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Steamed Cranberry Pudding
Vintage Recipe
Steamed Cranberry Pudding
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Generations have served Steamed Cranberry Pudding during the holidays. This recipe dates back to the 1950's in fact. This simple dessert has a cake-like texture and is served warm with a chilled cranberry topping.

Prep time
Bake/Cook time
six 8-ounce servings
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Steamed Cranberry Pudding
Extra Fine Granulated Sugar
Prep time :
Bake/Cook time :
Yield :
six 8-ounce servings


  • 2 cup fresh ripe cranberries
  • 1/2 cup blanched almonds
  • 1 1/4 cups Imperial Sugar Extra Fine Granulated Sugar
  • 2 tablespoons all-purpose flour*
  • Big pinch cinnamon
  • Big pinch cloves
  • Big pinch ginger
  • Dash nutmeg
  • 2 cups stale dry white bread crumbs
  • 1/2 cup (1 stick) melted butter
  • 1/2 cup milk
  • 2 eggs, well beaten
  • 2 teaspoons baking powder
  • 1/2 teaspoon salt
  • Cranberry Sauce

*Spoon & Sweep method: Use a spoon to fill measuring cup with flour until required amount is obtained. Scooping measuring cup directly into flour bag will firmly pack flour resulting in too much flour required for recipe.


  1. Wash and sort cranberries.  Chop cranberries and almonds together coarsely.
  2. Combine 3/4 cup sugar with flour and spices and then stir in cranberries and almonds.  Combine breadcrumbs with remaining 1/2 cup sugar, butter, milk, eggs, baking powder and salt.  Combine two mixtures.  Mix thoroughly.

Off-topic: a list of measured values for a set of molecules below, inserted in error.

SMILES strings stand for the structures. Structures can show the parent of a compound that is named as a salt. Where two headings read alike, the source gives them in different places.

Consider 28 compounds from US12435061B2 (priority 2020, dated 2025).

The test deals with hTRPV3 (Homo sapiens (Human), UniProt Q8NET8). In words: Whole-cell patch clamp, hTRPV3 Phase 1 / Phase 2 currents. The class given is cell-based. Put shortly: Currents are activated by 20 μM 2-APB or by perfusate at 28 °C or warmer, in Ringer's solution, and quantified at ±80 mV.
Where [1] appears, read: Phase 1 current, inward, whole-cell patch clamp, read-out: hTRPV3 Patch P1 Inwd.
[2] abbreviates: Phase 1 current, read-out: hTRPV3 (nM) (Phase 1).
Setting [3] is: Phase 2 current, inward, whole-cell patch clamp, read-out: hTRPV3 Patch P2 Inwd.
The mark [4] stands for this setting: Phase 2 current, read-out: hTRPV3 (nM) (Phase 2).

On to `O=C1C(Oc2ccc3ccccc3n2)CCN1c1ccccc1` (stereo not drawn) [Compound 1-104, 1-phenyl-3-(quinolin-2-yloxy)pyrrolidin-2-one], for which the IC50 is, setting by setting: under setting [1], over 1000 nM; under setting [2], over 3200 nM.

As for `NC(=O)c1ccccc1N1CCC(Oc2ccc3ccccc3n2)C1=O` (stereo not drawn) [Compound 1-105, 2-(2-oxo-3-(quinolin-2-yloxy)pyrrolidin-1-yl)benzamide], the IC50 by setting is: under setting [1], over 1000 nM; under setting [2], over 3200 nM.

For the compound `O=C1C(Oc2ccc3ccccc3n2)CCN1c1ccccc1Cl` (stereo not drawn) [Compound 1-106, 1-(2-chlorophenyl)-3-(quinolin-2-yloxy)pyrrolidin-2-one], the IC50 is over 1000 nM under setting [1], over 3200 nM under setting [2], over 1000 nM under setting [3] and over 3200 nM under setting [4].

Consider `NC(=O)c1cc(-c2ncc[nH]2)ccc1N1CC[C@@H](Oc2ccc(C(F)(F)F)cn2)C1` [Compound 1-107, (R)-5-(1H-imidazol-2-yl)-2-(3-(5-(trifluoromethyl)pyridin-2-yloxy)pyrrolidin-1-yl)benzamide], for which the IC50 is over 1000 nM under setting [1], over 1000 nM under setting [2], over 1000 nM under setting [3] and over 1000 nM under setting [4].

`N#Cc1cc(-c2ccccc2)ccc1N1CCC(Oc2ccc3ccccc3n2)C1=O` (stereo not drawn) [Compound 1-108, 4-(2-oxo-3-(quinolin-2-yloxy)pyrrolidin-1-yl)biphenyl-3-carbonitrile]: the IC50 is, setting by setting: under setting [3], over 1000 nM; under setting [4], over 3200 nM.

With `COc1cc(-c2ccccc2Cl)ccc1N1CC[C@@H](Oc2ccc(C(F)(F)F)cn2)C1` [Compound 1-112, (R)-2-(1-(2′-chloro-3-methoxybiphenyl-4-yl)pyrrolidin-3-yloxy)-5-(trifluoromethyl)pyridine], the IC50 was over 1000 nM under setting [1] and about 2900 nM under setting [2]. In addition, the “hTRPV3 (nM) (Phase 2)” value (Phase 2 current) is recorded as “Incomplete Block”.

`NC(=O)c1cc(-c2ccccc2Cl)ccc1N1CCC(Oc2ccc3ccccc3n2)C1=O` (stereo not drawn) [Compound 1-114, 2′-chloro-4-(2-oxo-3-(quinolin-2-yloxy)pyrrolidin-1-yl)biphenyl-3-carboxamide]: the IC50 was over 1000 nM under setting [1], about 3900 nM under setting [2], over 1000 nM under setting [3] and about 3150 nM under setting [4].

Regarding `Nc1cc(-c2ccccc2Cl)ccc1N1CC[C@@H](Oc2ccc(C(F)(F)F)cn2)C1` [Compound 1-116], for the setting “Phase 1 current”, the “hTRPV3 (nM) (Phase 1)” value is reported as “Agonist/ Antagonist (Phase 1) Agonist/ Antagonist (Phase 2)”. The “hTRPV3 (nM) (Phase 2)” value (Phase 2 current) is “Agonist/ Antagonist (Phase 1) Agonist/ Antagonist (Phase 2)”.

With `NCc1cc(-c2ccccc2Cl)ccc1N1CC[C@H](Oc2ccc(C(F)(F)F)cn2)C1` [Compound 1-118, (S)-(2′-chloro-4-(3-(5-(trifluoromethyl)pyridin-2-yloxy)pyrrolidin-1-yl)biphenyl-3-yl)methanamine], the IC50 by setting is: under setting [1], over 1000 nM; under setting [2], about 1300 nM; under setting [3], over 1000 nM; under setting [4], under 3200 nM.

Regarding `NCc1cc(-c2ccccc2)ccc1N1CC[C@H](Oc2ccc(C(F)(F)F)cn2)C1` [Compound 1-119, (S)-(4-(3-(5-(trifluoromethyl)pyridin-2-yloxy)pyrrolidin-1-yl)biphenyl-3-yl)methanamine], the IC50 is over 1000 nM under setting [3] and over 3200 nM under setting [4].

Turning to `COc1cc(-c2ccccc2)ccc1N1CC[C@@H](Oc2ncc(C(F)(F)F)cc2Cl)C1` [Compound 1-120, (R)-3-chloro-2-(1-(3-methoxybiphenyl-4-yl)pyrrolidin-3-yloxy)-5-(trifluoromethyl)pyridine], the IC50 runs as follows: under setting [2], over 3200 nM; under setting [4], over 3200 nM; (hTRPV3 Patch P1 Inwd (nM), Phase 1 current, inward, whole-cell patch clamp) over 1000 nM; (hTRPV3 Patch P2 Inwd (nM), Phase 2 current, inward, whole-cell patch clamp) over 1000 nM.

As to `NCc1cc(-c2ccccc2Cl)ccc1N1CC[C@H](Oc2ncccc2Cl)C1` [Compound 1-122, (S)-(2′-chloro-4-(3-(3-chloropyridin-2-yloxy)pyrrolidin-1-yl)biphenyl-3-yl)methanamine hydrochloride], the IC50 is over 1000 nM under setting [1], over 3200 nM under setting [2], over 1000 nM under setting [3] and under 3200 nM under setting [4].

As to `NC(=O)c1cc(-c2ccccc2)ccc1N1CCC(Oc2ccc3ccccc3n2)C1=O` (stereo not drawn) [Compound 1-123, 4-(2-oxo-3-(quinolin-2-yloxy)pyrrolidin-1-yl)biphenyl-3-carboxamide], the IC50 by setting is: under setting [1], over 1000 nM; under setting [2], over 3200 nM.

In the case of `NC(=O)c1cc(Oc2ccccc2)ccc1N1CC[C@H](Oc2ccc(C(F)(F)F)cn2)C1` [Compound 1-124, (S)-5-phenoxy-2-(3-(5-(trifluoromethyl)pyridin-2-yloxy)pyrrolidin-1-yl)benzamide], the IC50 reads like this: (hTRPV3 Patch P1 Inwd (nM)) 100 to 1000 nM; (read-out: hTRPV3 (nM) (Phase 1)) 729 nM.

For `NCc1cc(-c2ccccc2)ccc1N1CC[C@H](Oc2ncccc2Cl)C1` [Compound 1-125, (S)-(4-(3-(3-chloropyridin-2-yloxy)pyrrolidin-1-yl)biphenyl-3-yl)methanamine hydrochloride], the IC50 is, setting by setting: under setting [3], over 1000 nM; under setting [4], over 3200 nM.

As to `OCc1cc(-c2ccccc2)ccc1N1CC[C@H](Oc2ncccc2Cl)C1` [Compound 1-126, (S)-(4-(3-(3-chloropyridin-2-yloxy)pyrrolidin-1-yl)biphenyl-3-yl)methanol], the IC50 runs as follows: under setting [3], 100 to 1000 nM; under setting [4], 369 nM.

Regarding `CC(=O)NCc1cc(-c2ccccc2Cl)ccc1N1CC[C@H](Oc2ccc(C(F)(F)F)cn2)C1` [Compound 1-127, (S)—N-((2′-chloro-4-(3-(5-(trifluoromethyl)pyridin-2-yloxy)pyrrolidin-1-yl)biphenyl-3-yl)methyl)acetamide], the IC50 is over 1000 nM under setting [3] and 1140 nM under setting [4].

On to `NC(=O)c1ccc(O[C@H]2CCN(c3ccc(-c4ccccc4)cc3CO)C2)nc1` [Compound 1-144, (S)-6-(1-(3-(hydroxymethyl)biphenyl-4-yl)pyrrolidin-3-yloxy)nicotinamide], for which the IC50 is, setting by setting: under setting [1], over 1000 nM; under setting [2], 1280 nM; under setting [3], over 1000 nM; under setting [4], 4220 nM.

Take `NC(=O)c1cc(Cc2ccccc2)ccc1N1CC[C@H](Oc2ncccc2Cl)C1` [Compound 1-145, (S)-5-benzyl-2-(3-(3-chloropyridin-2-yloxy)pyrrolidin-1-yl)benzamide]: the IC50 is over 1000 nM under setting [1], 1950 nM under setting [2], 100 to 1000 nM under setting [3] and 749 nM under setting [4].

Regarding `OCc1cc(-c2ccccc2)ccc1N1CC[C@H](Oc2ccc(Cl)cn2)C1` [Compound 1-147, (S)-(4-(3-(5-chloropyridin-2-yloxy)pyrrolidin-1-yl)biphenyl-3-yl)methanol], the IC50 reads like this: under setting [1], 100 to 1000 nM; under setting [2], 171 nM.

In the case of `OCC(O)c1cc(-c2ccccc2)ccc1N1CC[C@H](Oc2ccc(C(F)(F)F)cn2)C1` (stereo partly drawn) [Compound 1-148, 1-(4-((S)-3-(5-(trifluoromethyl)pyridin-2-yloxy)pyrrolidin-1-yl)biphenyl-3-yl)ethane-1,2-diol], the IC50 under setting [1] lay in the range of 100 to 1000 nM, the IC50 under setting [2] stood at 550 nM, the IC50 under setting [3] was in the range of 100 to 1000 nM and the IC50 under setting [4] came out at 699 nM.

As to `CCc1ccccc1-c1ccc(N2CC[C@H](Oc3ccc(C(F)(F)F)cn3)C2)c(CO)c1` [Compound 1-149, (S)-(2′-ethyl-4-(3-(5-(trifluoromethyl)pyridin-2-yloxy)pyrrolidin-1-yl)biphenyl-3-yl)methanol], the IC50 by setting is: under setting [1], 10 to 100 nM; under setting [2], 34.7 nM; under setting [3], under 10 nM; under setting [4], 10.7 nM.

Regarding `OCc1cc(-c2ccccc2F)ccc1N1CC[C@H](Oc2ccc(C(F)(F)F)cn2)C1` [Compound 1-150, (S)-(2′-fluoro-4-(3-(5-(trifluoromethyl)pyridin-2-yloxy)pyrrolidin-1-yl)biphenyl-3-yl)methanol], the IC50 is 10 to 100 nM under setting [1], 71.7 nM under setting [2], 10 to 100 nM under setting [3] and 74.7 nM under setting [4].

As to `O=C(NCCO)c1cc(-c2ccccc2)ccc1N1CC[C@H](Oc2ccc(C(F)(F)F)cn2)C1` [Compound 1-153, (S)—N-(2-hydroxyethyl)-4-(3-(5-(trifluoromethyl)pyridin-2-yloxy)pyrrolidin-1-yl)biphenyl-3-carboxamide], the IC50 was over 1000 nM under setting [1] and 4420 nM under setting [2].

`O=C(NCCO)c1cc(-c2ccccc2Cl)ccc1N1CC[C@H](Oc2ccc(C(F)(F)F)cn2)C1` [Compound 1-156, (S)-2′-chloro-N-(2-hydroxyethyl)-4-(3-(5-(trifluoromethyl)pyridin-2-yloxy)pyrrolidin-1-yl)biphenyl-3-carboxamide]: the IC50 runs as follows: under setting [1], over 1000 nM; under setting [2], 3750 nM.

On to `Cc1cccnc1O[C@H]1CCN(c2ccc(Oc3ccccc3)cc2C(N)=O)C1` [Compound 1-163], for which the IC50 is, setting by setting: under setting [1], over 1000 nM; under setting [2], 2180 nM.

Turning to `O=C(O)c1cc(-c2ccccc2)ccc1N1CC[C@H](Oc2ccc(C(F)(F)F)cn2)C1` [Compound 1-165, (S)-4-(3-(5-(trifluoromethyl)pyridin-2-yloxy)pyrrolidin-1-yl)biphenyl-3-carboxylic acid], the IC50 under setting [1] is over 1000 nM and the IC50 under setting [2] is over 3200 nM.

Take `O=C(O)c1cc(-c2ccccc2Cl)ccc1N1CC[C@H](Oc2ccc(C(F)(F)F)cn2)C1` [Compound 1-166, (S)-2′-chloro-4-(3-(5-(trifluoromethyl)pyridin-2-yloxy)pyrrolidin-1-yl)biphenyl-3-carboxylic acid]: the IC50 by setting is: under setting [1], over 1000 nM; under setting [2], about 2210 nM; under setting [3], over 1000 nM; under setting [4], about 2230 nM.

3. Butter and flour a pudding mold.  Pour in batter up to 2/3 full.  Cover tightly.  Steam for 2 hours.
  4. Remove the pudding mold lid as soon as the pudding is done. To test for doneness, press down gently on the surface of the pudding with the back of a spoon. If you meet with some resistance, the pudding is done. Let it stand for a few minutes before unmolding.
  5. Keep pudding warm in the oven until ready to serve. Top with chilled cranberry sauce.


NOTE: If you do not have a pudding mold, you can use a large, smooth sided can. Fill 2/3 ful of batter. Cover it loosely, using aluminum foil or a double thickness of buttered cooking parchment, tied tightly with a string. Use a steamer if you have one. If not, use a large cooking pot with a tightly fitting lid will do just fine.

Put a rack over trivet in the pot. Put the covered can on top of it. The boiling water should come halfway up the sides of the mold. Cover the steamer. As soon as you see steam beginning to escape from around the edges of the lid, reduce the heat, but make sure the water continues to boil at a steady simmer.

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